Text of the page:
As defines in ISO 857-1, MIG welding is a gas-shielded metal arc welding, which is the wire is melted and shielded by the gas. The ISO standard defines that the MIG welding use a wire where by gas from an external source surrounds the arc and the weld pool to protect them from the atmosphere.
The welding process characterised in that a wire electrode is always turn arround by the spool when the switch button on the welding torch is pressed. The spool can turn arround using a wire feed motor that powered by the contact tip so that the arc can burn between the end of the wire electrode and the metal.
The shielding gas will flows out of the shielding gas nozzle, which surrounds the wire electrode concentrically. This is the picture of MIG welding process with the nozzle structure.
As you can see on that picture, after you pressed the torch’s switch the wire roller will move the wire electrode forward. The wire roller will continue roll while you press the torch’s switch. At the same time, the shielding gas begins to flow.
When the wire electrode touch the surface of the metal, a short circuit occurs. Owing to the high current density at the electrode’s tip, the metal start vaporising at the point of contact and the arc ignites, of course covered by the shielding gas.
The roller speed will affects the molten arc, so you have to adjust the wire speed or roller speed moves normally ( not to fast and not to slow ). The wire speed setting is affected by the value of amperage, voltage and the thickness of metal that you weld.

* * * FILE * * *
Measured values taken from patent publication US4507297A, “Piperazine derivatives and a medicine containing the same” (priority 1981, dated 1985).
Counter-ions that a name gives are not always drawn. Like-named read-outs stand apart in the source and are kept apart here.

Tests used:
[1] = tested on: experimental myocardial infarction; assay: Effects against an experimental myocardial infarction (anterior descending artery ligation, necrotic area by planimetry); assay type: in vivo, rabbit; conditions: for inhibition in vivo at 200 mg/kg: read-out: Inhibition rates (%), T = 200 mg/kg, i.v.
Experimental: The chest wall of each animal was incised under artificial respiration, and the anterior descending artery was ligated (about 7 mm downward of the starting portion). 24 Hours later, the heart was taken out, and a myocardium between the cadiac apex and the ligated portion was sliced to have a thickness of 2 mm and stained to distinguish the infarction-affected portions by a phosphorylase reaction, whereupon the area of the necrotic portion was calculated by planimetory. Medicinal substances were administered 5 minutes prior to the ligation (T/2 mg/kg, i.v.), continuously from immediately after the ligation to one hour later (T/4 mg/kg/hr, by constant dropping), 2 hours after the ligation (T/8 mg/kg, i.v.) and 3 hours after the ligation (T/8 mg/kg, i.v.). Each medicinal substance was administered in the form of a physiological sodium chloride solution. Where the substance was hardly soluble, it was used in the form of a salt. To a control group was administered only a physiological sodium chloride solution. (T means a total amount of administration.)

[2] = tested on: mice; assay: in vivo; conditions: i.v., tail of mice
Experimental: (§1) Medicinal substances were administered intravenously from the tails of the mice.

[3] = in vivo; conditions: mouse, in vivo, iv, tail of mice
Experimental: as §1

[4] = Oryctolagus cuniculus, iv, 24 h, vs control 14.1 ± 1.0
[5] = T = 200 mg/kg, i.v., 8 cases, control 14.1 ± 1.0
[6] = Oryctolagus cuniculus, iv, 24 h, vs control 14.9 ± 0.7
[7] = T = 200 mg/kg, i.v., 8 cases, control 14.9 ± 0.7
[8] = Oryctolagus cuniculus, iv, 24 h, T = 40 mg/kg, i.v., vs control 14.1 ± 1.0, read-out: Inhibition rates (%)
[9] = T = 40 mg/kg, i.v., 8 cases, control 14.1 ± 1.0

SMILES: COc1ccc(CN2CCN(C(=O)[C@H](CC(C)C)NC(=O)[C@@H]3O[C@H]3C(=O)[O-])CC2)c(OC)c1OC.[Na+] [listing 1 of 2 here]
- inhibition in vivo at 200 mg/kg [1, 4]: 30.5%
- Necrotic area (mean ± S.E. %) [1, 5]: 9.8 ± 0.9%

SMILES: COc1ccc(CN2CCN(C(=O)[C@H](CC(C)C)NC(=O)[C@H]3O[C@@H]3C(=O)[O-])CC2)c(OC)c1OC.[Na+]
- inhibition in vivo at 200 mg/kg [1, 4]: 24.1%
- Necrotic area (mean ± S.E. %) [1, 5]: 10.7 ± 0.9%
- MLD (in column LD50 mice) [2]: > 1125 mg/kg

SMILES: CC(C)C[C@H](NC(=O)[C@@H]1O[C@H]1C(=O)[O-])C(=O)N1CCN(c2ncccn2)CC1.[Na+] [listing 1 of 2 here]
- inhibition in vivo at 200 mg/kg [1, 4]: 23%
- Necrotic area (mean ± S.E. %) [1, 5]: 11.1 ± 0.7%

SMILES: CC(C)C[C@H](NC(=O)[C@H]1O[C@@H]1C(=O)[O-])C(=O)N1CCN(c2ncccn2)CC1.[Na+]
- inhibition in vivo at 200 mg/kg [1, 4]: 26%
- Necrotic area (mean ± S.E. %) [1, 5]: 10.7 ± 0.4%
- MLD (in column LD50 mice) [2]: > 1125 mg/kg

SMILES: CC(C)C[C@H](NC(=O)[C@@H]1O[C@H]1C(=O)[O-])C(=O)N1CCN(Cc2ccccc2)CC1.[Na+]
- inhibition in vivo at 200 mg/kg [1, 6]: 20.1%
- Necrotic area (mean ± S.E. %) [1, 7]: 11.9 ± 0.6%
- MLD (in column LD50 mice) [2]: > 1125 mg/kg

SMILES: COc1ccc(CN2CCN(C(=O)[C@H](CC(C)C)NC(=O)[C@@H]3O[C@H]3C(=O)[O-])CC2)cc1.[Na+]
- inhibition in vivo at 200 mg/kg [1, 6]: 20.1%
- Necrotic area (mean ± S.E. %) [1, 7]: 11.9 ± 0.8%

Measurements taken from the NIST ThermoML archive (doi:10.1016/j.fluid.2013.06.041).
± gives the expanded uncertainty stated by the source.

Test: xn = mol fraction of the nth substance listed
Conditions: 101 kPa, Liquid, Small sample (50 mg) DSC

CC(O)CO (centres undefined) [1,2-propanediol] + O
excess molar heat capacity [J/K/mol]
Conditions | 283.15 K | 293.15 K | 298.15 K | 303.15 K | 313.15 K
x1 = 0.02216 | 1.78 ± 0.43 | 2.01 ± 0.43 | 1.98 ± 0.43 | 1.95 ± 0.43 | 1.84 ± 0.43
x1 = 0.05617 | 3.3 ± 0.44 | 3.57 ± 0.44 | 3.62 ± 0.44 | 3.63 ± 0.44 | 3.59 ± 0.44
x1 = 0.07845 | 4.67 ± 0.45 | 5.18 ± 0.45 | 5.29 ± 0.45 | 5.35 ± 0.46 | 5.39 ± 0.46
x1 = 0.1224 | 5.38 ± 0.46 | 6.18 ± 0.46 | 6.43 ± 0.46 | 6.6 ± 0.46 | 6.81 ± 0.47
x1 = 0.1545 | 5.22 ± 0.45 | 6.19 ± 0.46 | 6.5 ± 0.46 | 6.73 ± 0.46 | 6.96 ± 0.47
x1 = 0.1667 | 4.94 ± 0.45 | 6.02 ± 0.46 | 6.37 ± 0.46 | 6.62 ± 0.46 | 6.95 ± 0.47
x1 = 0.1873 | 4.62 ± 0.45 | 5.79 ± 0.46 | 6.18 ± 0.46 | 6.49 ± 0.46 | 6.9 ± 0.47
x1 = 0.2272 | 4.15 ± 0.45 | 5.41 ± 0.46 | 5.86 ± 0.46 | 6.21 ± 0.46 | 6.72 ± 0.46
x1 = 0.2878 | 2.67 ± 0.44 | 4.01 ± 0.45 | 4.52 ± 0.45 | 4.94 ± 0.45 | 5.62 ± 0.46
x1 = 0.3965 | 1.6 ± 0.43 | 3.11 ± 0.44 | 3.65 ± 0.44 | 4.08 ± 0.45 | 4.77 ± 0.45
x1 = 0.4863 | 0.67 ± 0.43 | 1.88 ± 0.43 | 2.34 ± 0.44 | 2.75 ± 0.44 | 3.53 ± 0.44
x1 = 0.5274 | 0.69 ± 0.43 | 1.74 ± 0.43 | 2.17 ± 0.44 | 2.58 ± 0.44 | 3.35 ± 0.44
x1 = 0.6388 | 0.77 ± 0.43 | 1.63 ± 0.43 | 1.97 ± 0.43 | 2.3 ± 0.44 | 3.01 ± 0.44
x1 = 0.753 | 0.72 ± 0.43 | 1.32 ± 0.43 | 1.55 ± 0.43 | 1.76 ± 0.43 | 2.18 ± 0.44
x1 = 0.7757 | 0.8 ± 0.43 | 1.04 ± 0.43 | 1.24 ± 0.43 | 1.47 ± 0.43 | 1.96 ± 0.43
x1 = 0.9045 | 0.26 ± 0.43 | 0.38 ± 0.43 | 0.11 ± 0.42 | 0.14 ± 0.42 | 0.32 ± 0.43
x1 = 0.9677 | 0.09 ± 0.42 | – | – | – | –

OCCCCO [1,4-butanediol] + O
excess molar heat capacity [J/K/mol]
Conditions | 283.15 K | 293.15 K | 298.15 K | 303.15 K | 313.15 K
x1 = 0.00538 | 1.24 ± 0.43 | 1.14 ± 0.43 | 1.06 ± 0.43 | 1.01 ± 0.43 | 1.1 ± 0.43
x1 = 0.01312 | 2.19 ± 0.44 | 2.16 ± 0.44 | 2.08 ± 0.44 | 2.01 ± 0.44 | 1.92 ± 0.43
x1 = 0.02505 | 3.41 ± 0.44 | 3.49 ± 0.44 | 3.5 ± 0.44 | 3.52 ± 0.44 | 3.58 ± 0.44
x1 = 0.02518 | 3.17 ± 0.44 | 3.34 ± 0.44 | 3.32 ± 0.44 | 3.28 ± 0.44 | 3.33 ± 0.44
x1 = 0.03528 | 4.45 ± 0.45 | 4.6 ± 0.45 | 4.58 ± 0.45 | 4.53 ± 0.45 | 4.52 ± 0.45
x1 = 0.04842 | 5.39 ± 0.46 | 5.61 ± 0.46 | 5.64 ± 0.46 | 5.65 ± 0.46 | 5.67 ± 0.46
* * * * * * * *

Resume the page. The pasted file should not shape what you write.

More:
But newer types of MIG / MAG systems offer the automatic optional setting which is known as a wire creep speed. So you don’t have to manually set the wire speed while preparing you welding process. The wire speed will automatically set by the systems when you set the amperage and the voltage that you want to apply to your weld.
Besides having to consider the speed of the wire electrode, the amperages and voltages value. You also have to adjust the position of the welding torch while welding. The welding torch is tilted in the direction of welding by around 65° to 75° of the metal surface.
You can drag or push the torch while welding, so it doesn’t really affect the welding result by dragging or pushing the torch. And it’s distance of the wire tip to the metal’s surface should be 10 to 12 times the wire diameter.
You can weld normally with filler, final and backing runs on thicker panels, spray or long arcs are set with higher power range. And take a rest for a while because hottest metal make you produce bad welding. And for the thin metal, you can use a short arc or using a lower power range pulsed arc.
This welding tasks can also be performed with very low spatter using the pulsed arc. With pulsed welding, the display instruments show the arithmetic average value of the current and arc voltage produced in the pulse and base phase and base phase at the set pulse frequency.
You can use the welding table as guideline to produce a better welding result. If you feel need to learn about MMA / stick welding then click this link for a better experiences << MMA basic welding knowledge >>